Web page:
Access to broadband will determine your health, according to a leading health informatics group in the US.

The American Medical Informatics Association (AMIA) wrote a letter in response to the Federal Communication Commission’s request to comment on broadband enabled healthcare.

Dated 24 May, the letter said that “AMIA believes that access to broadband is, or soon will become, a social determinant of health”.

AMIA is a membership organisation with more than 5,400 informatics professionals.

In the letter, written by AMIA’s president and chief executive Douglas Fridsma, he wrote that the society strongly agrees with the FCC’s assertion that: “health care is being transformed by the availability and accessibility of broadband-enabled services and technologies and the development of life-saving wireless medical devices”.

The letter says that as broadband allows mobile health technologies to work, it will be a factor in people’s health.

The AMIA issued four recommendations to the FCC:

  • Partner with federal and local agencies to create broadband-enabled health solutions
  • Ensure populations with chronic conditions have access to broadband health technologies, and better target this demographic
  • Examine other agency sources to assess broadband-enabled health solutions capacity and needs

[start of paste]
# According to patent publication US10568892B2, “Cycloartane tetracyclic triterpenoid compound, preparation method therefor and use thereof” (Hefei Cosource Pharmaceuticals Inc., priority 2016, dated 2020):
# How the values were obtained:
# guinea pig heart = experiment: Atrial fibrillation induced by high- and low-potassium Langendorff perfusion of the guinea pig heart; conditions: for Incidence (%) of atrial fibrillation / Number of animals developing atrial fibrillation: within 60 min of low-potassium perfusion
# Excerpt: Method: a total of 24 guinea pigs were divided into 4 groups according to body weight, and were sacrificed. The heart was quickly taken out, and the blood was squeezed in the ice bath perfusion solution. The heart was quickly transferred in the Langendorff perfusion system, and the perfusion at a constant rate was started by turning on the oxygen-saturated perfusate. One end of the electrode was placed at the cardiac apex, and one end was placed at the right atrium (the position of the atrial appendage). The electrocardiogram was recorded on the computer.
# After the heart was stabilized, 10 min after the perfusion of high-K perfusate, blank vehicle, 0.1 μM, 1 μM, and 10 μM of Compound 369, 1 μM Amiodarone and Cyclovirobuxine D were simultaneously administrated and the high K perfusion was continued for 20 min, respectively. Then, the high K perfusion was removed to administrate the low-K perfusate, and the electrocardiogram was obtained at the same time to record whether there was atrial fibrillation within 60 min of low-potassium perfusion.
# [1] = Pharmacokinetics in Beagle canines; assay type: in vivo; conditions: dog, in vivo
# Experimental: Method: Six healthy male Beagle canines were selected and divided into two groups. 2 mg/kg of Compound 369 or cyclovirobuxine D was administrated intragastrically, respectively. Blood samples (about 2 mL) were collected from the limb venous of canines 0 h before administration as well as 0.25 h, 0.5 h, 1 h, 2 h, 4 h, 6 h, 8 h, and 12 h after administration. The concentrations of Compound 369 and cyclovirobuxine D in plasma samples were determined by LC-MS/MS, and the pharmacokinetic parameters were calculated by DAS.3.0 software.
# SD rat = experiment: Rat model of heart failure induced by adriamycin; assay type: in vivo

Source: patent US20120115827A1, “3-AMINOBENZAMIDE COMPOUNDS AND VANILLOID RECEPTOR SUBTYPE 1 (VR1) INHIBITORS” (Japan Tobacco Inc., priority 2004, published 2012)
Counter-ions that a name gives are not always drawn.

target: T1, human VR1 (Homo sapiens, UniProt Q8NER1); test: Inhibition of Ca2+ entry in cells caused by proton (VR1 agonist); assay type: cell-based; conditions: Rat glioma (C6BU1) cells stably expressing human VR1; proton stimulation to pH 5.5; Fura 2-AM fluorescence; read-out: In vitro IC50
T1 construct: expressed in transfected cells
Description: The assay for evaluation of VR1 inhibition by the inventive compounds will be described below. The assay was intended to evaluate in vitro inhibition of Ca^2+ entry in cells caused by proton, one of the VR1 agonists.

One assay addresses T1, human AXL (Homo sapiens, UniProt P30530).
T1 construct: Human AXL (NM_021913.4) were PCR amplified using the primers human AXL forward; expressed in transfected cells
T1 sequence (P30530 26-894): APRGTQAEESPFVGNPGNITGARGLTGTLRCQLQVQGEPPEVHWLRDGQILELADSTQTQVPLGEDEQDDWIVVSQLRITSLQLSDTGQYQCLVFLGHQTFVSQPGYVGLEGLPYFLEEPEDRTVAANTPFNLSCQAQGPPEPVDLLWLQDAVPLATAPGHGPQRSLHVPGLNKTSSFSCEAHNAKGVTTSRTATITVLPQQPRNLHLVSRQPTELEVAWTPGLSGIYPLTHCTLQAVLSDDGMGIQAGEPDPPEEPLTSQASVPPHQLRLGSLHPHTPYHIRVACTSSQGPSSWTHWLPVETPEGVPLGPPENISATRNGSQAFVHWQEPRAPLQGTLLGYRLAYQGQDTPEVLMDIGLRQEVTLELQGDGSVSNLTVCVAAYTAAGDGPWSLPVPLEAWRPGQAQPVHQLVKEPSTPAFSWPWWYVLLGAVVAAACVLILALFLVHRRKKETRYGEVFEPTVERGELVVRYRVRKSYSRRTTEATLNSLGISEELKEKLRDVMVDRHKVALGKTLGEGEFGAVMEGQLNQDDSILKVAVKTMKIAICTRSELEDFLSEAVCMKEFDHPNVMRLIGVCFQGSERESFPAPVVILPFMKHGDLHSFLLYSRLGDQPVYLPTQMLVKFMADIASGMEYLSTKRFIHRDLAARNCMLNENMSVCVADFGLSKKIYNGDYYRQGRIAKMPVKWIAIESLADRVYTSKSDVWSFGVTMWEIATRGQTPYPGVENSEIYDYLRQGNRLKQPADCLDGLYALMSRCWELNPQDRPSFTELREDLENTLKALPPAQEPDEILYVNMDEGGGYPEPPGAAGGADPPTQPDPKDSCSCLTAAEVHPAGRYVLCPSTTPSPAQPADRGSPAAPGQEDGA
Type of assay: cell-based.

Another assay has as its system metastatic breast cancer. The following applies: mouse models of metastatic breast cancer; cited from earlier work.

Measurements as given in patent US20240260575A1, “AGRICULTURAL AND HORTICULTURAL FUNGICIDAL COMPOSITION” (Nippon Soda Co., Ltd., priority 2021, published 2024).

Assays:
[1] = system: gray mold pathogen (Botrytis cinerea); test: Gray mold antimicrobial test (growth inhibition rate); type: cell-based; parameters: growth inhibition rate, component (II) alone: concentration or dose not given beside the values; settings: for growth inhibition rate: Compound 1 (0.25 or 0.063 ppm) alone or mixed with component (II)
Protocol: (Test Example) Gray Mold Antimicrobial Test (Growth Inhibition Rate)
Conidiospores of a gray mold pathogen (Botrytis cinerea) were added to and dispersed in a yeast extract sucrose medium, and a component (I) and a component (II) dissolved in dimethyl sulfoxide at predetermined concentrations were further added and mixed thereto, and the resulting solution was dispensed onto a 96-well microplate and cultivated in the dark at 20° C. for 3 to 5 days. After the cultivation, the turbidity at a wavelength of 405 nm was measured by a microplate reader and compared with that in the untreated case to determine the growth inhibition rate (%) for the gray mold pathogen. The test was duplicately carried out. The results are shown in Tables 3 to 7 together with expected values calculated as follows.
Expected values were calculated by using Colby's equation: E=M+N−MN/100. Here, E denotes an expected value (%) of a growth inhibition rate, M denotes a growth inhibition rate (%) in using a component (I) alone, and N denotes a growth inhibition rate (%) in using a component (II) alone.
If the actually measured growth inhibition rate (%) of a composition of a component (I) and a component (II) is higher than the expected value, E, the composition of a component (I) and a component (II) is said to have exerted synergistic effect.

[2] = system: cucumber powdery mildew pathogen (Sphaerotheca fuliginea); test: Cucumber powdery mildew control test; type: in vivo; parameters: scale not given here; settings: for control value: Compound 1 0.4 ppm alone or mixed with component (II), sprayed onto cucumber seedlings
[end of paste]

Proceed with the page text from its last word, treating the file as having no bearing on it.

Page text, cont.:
• Help ameliorate privacy and security concerns in accessing healthcare related information via private broadband

The FCC’s request for comment says that broadband enabled healthcare could “significantly lower health care costs by hundreds of billions of dollars in the coming decades”.

“However, the United States remains behind some advanced countries in the adoption of such technology.”

Across the pond here in the UK, broadband is featured in the party manifestos for the upcoming General Election on 8 June, but not specifically related to healthcare.

Jeremy Corbyn’s Labour manifesto, ‘For the many, not the few’ promises to deliver 30 megabits per second (Mbps) broadband to all households in the UK by 2022.

The same super fast broadband is promised in Tim Farron’s Liberal Democrat manifesto.

Prime Minister Theresa May said that her conservative party would deliver ultra-fast broadband to all UK premises as soon as possible.